The Art of Effectively Offboarding ClientsApril 22, 2020
Losing a client is never ideal. Whether they’ve been sold off, closed or moved to another provider, it’s easy and somewhat natural to feel blindsided and cheated – but this is never a good indicator of anything productive.
Depending on the reasoning of the client’s departure, where they are headed and how soon, To ensure that feelings and frustrations don’t get in the way we’ve developed a process for off-boarding clients to ensure integrity and transparency remain at the forefront of your business practices.
This is an ongoing process that will reshape your company’s approach to service.
Things to remember:
- Once offboarding is complete, if a client chooses to return they should still be charged a normal onboarding fee. This is regardless of the systems or processes they have in place. In the event that a client returns, be as assured and positive about their pain points as possible – leaving a provider and coming back is a strenuous process for businesses.
- Backup and archive data should be retained for 6 months, and then deleted. If a client wants access to their cloud-based backups, this will incur a cost (whatever the vendor charges to ship the hard drive without markup)
- Be flexible and reliable. It may take the new vendor 3-6 months to figure out how to transition certain things, and you should be putting service and delighting the client first even if they are in the process of transitioning away from your business.
- With that being said, it doesn’t mean you should be helping the new providers for free. Most MSPs build in 3-5 hours of offboarding time to offset the onboarding cost. Once those hours are depleted, you should be pushing your hourly rate to be pre-paid incrementally.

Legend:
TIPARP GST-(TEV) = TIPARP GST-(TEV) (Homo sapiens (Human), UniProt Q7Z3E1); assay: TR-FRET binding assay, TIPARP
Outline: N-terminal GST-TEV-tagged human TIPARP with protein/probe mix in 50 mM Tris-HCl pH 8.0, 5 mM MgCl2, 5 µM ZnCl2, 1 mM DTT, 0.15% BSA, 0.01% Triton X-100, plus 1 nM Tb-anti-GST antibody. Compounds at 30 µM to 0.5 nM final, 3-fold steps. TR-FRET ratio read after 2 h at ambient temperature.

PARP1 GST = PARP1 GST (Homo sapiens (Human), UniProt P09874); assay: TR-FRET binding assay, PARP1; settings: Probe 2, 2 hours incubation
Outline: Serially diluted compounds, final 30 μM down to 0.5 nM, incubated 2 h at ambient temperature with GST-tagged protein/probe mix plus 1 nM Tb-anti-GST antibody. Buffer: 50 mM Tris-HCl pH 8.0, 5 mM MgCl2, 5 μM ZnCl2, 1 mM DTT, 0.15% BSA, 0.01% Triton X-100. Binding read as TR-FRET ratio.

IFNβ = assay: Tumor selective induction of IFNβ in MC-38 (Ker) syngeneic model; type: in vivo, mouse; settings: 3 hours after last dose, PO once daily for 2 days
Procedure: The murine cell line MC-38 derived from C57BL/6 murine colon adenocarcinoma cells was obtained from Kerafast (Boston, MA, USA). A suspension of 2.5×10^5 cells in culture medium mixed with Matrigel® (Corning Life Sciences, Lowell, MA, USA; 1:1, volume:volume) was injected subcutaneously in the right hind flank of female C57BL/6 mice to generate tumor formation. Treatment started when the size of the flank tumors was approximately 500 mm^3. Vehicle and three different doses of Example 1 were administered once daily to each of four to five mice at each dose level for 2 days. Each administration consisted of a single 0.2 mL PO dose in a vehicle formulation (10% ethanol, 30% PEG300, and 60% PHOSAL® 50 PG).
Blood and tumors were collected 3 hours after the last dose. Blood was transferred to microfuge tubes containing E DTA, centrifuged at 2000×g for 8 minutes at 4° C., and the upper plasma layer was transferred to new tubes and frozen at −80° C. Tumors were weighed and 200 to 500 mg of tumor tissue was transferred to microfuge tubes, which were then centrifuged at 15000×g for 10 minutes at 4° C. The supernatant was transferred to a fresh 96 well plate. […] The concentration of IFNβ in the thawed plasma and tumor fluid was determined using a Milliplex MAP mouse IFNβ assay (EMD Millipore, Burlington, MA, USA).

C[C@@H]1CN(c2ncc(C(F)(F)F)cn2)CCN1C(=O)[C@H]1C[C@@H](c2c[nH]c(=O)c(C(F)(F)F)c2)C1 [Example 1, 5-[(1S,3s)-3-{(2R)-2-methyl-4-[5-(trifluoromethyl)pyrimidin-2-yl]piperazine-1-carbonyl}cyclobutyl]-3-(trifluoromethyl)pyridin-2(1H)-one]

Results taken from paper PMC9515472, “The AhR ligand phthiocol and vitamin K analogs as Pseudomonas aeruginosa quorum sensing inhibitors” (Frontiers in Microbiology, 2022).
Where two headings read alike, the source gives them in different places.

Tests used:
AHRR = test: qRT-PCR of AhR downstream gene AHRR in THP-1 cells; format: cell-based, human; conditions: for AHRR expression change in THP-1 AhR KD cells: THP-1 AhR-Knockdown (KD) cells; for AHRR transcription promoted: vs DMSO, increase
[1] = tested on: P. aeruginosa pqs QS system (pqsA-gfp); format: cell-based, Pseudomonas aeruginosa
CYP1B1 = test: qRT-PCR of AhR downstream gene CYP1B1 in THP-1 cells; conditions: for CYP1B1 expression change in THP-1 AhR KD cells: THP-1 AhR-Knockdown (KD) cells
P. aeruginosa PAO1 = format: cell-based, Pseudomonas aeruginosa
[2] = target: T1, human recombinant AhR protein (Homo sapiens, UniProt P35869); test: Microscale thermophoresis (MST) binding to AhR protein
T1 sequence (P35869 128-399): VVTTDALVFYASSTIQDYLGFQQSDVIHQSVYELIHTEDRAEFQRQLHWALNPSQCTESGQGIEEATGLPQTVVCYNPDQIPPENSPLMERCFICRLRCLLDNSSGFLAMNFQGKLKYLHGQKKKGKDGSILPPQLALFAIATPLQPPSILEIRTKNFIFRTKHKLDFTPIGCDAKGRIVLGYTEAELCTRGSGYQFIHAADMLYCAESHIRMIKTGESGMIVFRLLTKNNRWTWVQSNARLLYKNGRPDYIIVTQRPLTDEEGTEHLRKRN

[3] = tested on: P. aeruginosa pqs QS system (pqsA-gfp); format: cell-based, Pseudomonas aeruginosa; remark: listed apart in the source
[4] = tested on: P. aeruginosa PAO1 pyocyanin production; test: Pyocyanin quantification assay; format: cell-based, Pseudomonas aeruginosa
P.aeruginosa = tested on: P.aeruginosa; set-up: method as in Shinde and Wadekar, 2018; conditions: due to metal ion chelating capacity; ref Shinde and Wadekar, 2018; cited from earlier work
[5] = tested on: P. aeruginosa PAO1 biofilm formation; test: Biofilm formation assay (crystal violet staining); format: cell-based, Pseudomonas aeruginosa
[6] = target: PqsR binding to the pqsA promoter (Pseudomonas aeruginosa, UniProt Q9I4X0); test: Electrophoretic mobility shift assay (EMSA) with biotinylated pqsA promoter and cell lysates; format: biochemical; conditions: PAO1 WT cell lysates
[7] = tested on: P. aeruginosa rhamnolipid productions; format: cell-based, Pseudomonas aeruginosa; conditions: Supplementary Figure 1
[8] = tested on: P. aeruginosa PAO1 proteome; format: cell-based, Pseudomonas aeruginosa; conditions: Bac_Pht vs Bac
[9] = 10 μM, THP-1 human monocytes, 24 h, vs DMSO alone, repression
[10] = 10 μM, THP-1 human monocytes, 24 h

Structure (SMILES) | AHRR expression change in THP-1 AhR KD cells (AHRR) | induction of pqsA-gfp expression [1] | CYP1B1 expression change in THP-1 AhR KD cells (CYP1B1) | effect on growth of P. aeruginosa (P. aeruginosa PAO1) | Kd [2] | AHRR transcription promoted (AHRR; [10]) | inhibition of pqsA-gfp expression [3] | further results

There are some risks to be aware of during such a transition, specifically around the new provider’s possible actions. It’s common for the new provider to claim errors on your behalf, claiming that you didn’t hand over everything they needed or handed over incorrect information. This is why keeping records, screenshots and information on inactive client accounts are great habits to maintain.
In your backups, it’s important to remember what the client owns and is entitled to as part of your service agreement. Typically, a client owns all of the following information:
- All purchased hardware
- All purchased perpetual software
- All onsite data
- Administrator access to all systems
- User Training Material
- Business process documentation
- Network diagrams
- Network audit reports
For security reasons, you should never respond to a new provider directly without the consent of your client. For the sake of record and proof, make sure you’ve got something in writing from the client stating that the new provider should receive access to systems, documentation and endpoints in your possession.
You can utilize the documents that you already use during your work with contractors to get them access to specific client assets.
Rule of thumb: don’t leave out your client in any communications, and keep them in the loop no matter how tedious and repetitive the communication is. This ensures that you and the client have enough proof to dispute any misleading claims coming from the new provider. It’s better to be safe than sorry.
– Vikash Dass
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